Those minor quibbles aside, I was impressed the Star-Telegram presented the issues properly by allowing the subjects of this story to explain themselves. And what the subjects of this story told the Star-Telegram was that their decision to enter the Catholic Church was not motivated by anger with the innovations in doctrine and discipline made in recent years by the Episcopal Church. They had entered the Catholic Church because they had become convinced by the truth claims made by the Catholic Church.

Steenson and the six men ordained opposed many of the changes in the Episcopal Church, including the ordination of gay priests and bishops.

All emphasized, however, that those issues were not central in their decisions to convert.

“Hopefully we understand that this is not just about being opposed to something,” Steenson said.

“If you were just opposed to something, you don’t want to join the Catholic Church. It’s a lot more than that.”

The Rev. Mark Cannaday said his ordination ends a long journey.

“My decision had nothing to do with current issues,” he said, adding that he has been drawn to elements of Catholicism for many years.

The younger Hough said: “For me, it’s not running away from something or saying the Episcopal Church is falling apart. My decision was going toward truth. To me, the current issues in the Episcopal Church are symptoms of a greater problem, and that was authority. There was no authority to say this was or was not part of Christian practice.”

A very common mistake made in the reporting about the Anglican ordinariate is the supposition that those who join the Catholic Church do so in protest to the actions of their former church — be it the Episcopal Church or the ACNA.

The Episcopal Church is not a monolithic nor uniform body. Those who are opposed to the recent actions of the church can be found inside the Episcopal Church or outside in the new Anglican Church of North America or other continuing Anglican groups. Some join other Protestant denominations while many simply stop going to church.

Becoming a Roman Catholic, as Msgr. Steenson noted, is a very different thing than being opposed to gay bishops or gay marriage — it is a conscious decision that the Catholic Church is the true church. (I should add that some ex-Anglicans have entered the Orthodox Churches — and while there is no Orthodox ordinariate, the faith journey is very much the same.)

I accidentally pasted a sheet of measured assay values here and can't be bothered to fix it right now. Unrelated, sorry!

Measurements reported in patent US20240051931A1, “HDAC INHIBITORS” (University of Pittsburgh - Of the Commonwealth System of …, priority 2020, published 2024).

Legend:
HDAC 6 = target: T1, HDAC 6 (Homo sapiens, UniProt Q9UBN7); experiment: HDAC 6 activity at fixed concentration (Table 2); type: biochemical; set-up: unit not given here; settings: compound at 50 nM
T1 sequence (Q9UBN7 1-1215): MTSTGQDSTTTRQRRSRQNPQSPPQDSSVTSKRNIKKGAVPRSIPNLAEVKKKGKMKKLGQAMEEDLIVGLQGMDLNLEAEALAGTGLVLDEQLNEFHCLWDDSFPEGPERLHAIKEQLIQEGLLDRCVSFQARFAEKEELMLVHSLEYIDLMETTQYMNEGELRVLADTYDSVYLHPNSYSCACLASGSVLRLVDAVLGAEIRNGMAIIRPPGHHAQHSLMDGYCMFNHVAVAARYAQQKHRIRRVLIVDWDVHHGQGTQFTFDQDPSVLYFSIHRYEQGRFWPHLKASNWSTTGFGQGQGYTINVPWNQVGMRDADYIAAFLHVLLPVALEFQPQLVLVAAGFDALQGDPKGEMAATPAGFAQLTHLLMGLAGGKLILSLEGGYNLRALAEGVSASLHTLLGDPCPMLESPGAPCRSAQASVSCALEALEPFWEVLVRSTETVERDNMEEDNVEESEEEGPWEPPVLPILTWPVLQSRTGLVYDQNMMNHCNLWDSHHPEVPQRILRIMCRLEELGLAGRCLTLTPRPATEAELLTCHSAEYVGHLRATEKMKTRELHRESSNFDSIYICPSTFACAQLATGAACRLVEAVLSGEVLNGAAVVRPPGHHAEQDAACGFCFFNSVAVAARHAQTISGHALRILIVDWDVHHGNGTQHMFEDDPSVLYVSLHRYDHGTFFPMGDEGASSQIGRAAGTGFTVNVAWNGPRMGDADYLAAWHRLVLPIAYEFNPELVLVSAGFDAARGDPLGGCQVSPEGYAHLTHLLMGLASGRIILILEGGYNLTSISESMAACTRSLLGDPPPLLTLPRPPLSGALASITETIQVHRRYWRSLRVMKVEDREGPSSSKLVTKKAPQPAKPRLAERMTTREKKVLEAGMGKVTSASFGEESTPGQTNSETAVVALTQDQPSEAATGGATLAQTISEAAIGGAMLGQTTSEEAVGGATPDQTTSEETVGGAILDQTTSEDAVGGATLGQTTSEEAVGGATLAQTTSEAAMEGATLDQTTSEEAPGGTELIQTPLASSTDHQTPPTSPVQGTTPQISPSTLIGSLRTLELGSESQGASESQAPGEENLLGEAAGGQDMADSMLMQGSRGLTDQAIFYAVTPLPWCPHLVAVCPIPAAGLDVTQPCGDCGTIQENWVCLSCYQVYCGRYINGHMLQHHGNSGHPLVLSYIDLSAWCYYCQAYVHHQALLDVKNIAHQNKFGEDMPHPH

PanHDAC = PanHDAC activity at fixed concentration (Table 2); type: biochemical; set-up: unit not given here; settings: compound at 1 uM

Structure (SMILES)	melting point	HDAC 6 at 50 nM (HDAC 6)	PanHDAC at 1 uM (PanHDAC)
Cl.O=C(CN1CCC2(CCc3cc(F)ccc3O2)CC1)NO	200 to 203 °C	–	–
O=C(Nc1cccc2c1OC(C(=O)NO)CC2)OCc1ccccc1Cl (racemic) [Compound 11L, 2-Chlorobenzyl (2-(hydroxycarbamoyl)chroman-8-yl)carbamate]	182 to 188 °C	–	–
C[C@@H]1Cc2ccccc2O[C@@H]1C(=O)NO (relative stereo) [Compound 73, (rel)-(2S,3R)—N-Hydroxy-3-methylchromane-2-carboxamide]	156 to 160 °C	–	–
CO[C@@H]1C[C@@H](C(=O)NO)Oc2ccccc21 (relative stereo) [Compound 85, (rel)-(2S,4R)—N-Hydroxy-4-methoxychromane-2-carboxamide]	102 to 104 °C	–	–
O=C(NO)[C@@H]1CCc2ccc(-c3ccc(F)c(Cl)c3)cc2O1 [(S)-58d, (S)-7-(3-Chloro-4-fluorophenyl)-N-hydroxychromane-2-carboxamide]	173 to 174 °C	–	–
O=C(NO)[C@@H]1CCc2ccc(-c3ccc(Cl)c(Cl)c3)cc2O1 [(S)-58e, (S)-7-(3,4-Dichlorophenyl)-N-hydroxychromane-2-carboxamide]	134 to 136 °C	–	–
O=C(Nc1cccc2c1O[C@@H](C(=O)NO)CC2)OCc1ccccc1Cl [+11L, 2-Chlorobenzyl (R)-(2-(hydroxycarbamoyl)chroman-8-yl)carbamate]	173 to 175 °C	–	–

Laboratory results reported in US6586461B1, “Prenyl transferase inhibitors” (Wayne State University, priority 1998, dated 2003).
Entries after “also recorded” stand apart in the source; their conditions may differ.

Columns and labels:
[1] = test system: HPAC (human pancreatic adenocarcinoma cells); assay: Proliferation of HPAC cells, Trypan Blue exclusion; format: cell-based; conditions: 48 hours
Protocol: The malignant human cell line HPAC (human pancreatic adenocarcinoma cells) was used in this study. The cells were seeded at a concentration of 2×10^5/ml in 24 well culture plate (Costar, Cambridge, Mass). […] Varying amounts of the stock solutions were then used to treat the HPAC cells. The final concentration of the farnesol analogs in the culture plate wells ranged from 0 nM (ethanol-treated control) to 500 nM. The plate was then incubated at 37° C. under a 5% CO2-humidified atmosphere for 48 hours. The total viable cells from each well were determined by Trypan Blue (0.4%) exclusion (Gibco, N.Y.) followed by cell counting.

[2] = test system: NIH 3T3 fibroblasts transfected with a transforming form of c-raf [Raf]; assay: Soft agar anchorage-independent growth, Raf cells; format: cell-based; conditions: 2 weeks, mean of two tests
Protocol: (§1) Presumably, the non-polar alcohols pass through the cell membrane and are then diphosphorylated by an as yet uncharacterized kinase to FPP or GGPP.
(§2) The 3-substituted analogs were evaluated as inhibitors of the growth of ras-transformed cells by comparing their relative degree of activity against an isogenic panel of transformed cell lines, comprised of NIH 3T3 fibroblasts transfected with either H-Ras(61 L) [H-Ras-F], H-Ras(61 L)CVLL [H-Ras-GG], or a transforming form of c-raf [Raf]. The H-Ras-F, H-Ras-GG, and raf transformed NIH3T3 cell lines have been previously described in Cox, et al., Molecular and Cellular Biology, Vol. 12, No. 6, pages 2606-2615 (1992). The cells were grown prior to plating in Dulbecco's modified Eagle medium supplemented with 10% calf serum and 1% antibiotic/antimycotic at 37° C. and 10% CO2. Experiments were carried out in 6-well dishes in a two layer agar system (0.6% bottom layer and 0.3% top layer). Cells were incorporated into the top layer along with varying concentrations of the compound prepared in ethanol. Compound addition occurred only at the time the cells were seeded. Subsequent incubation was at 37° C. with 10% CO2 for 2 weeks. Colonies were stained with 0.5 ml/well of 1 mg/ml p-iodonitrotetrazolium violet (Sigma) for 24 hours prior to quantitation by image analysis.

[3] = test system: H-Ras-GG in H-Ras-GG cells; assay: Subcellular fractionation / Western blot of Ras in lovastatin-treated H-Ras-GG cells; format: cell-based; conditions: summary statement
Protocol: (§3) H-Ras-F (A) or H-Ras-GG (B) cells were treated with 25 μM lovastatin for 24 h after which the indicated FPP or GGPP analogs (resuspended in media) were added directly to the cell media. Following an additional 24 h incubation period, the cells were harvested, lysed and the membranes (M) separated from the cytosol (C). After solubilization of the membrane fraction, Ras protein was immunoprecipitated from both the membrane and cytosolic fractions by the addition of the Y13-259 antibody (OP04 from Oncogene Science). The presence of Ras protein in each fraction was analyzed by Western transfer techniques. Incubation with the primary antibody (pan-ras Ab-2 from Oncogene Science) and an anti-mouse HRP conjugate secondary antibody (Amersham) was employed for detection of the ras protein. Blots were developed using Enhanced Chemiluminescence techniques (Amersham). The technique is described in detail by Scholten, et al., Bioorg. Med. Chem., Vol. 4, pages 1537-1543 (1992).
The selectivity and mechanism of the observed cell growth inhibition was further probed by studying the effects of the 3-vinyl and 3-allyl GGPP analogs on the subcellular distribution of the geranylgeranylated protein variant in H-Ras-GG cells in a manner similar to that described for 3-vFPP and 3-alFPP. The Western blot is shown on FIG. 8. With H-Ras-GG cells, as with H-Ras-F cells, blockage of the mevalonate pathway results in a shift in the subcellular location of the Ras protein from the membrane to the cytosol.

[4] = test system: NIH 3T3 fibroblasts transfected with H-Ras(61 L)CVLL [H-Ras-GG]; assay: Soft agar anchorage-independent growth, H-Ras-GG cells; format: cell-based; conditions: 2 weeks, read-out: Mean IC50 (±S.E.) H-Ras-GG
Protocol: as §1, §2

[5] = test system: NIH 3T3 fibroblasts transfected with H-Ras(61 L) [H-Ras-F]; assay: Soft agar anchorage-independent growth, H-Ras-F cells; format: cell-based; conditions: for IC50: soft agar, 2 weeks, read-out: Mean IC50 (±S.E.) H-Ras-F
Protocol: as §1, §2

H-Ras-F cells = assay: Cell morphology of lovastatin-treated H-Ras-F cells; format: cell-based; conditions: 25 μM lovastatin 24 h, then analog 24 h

As Fr. Christopher Stainbrook noted, becoming a Roman Catholic was “just a natural progression” for him.

It could be argued that the article might have been improved by the addition of voices from the Episcopal or Anglican churches commenting on the decision to leave. If this had been a contentious decision it might have made sense to do so.

However, Bishop Jack Iker of the ACNA-affiliated diocese has ruined this particular story angle by being gracious and affirming of the decision made by his six one-time priests. I’ve interviewed him a number of times on this issue — and many others — and he won’t bite. I may be cynical but adding more affirming voices to the story from the priests’ former church would be a bit to happy-clappy for me. Now if I could have found someone to say something unkind, that would have been different.

Perhaps I am too close to the story to have an objective mind on this point — what say you GetReligion readers? Would it have improved the story to have spread the circle wider to add non-Catholic voices? Or do you agree with me that the article did a fine job in stating the “coming home” theme and adding more would have not improved the story?

First printed in GetReligion.

First US Ordinary for ex-Anglicans installed: The Church of England Newspaper, February 24, 2012, p 7. March 1, 2012

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Mgr Jeffrey Steenson

First printed in The Church of England Newspaper.

The requirement of re-ordination for Anglican priests entering the Catholic priesthood is not a rejection of Anglican orders, the head of the American branch of the Anglican Ordinariate said last week during his service of installation in Houston, but an invocation of the Holy Spirit seeking to restore a divided church.

On 12 Feb 2012 Fr. Jeffrey Steenson was installed by the Archbishop of Washington, Cardinal Donald Wuerl and the Archbishop of Houston, Cardinal Daniel DiNardo, and ten other Roman Catholic bishops at Houston’s Cathedral of the Sacred Heart as the first Ordinary of the Chair of St Peter.

The former Episcopal Bishop of the Diocese of the Rio Grande was given the title of Monsignor and will be a member of the U.S. Catholics Bishops Conference. As he is married Msgr. Steenson will remain a priest and have the authority of a bishop over the ordinariate, but not be given the title.